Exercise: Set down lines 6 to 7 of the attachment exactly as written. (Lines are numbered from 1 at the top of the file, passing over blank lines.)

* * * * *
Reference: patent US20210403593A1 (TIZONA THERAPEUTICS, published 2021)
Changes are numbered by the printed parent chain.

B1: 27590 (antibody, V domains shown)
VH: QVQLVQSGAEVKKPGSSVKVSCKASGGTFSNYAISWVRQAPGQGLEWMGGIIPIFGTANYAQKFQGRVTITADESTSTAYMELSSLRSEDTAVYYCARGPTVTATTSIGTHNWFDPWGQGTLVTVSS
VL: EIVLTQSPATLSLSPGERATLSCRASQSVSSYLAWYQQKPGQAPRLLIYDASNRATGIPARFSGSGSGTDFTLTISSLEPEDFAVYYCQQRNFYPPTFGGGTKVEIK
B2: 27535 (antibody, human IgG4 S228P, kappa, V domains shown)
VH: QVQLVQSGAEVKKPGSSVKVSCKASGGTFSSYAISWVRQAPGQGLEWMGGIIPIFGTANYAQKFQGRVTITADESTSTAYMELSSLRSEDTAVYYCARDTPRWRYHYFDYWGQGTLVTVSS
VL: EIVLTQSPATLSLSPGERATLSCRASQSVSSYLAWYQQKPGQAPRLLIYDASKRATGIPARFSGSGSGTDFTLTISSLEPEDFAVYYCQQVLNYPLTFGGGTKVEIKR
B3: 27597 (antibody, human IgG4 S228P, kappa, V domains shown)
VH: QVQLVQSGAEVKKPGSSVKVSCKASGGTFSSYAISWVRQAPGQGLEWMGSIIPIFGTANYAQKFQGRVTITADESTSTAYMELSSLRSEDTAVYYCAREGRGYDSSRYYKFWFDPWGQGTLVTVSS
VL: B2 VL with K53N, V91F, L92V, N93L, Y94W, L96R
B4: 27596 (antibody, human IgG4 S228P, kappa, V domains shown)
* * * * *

B2: 27535 (antibody, human IgG4 S228P, kappa, V domains shown)
VH: QVQLVQSGAEVKKPGSSVKVSCKASGGTFSSYAISWVRQAPGQGLEWMGGIIPIFGTANYAQKFQGRVTITADESTSTAYMELSSLRSEDTAVYYCARDTPRWRYHYFDYWGQGTLVTVSS